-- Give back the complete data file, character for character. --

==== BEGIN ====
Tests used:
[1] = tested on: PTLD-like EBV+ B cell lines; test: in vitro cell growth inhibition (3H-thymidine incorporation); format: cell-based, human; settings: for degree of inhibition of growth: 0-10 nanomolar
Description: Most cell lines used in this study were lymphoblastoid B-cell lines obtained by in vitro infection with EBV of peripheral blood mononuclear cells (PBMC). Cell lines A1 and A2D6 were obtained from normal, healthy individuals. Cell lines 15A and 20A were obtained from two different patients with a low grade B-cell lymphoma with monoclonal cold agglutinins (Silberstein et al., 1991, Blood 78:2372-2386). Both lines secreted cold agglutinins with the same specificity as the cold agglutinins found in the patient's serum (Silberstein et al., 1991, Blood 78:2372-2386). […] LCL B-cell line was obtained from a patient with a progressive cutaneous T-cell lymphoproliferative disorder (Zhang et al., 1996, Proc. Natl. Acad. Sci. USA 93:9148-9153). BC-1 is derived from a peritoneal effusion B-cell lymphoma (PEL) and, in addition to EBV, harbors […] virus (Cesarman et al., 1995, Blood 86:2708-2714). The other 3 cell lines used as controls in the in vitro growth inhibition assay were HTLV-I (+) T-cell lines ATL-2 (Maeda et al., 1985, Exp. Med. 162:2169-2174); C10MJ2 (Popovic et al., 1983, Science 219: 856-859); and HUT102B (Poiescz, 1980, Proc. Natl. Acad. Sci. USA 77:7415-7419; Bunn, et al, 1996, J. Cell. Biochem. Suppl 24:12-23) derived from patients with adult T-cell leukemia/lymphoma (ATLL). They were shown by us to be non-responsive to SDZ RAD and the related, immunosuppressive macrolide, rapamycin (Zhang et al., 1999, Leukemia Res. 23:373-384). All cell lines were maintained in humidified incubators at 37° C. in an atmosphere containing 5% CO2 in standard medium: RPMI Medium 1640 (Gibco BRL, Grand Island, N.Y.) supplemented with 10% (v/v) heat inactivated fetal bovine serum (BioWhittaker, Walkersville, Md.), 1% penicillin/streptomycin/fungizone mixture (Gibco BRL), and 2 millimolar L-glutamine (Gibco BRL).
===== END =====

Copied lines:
Tests used:
[1] = tested on: PTLD-like EBV+ B cell lines; test: in vitro cell growth inhibition (3H-thymidine incorporation); format: cell-based, human; settings: for degree of inhibition of growth: 0-10 nanomolar
Description: Most cell lines used in this study were lymphoblastoid B-cell lines obtained by in vitro infection with EBV of peripheral blood mononuclear cells (PBMC). Cell lines A1 and A2D6 were obtained from normal, healthy individuals. Cell lines 15A and 20A were obtained from two different patients with a low grade B-cell lymphoma with monoclonal cold agglutinins (Silberstein et al., 1991, Blood 78:2372-2386). Both lines secreted cold agglutinins with the same specificity as the cold agglutinins found in the patient's serum (Silberstein et al., 1991, Blood 78:2372-2386). […] LCL B-cell line was obtained from a patient with a progressive cutaneous T-cell lymphoproliferative disorder (Zhang et al., 1996, Proc. Natl. Acad. Sci. USA 93:9148-9153). BC-1 is derived from a peritoneal effusion B-cell lymphoma (PEL) and, in addition to EBV, harbors […] virus (Cesarman et al., 1995, Blood 86:2708-2714). The other 3 cell lines used as controls in the in vitro growth inhibition assay were HTLV-I (+) T-cell lines ATL-2 (Maeda et al., 1985, Exp. Med. 162:2169-2174); C10MJ2 (Popovic et al., 1983, Science 219: 856-859); and HUT102B (Poiescz, 1980, Proc. Natl. Acad. Sci. USA 77:7415-7419; Bunn, et al, 1996, J. Cell. Biochem. Suppl 24:12-23) derived from patients with adult T-cell leukemia/lymphoma (ATLL). They were shown by us to be non-responsive to SDZ RAD and the related, immunosuppressive macrolide, rapamycin (Zhang et al., 1999, Leukemia Res. 23:373-384). All cell lines were maintained in humidified incubators at 37° C. in an atmosphere containing 5% CO2 in standard medium: RPMI Medium 1640 (Gibco BRL, Grand Island, N.Y.) supplemented with 10% (v/v) heat inactivated fetal bovine serum (BioWhittaker, Walkersville, Md.), 1% penicillin/streptomycin/fungizone mixture (Gibco BRL), and 2 millimolar L-glutamine (Gibco BRL).